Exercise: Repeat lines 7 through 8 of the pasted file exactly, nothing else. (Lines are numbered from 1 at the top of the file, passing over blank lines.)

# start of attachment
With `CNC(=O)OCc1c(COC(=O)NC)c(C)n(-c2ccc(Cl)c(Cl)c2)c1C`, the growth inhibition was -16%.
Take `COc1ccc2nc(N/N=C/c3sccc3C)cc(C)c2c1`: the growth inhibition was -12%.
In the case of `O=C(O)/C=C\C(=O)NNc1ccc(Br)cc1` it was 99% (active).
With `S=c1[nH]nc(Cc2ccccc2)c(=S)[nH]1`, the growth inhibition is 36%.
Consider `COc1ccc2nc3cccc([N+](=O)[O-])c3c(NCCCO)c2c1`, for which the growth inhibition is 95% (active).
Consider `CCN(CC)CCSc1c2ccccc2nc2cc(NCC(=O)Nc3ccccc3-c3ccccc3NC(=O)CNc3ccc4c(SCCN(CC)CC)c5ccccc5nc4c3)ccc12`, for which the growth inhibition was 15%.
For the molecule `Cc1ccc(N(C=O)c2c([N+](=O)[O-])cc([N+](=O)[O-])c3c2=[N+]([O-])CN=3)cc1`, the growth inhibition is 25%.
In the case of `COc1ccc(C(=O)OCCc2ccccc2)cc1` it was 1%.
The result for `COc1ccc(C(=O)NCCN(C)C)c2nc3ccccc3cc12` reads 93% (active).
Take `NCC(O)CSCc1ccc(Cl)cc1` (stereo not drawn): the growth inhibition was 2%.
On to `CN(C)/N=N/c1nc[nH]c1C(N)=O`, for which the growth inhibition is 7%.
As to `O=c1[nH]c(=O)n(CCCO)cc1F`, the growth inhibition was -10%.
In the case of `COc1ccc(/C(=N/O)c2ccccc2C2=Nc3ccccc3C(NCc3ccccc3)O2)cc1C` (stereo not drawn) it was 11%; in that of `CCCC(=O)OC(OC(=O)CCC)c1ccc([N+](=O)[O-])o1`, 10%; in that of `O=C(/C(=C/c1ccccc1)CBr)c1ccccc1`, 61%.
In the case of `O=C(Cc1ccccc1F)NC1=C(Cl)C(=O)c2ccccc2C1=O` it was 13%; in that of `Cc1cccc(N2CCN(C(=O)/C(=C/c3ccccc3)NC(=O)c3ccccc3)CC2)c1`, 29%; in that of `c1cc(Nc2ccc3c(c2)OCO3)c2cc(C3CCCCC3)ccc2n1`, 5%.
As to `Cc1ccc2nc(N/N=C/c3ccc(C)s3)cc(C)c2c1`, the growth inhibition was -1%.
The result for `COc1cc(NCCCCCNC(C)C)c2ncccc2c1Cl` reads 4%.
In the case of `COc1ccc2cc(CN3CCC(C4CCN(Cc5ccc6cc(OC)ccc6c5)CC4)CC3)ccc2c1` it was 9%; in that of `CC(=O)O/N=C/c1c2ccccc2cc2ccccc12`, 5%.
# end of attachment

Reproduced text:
For the molecule `Cc1ccc(N(C=O)c2c([N+](=O)[O-])cc([N+](=O)[O-])c3c2=[N+]([O-])CN=3)cc1`, the growth inhibition is 25%.
In the case of `COc1ccc(C(=O)OCCc2ccccc2)cc1` it was 1%.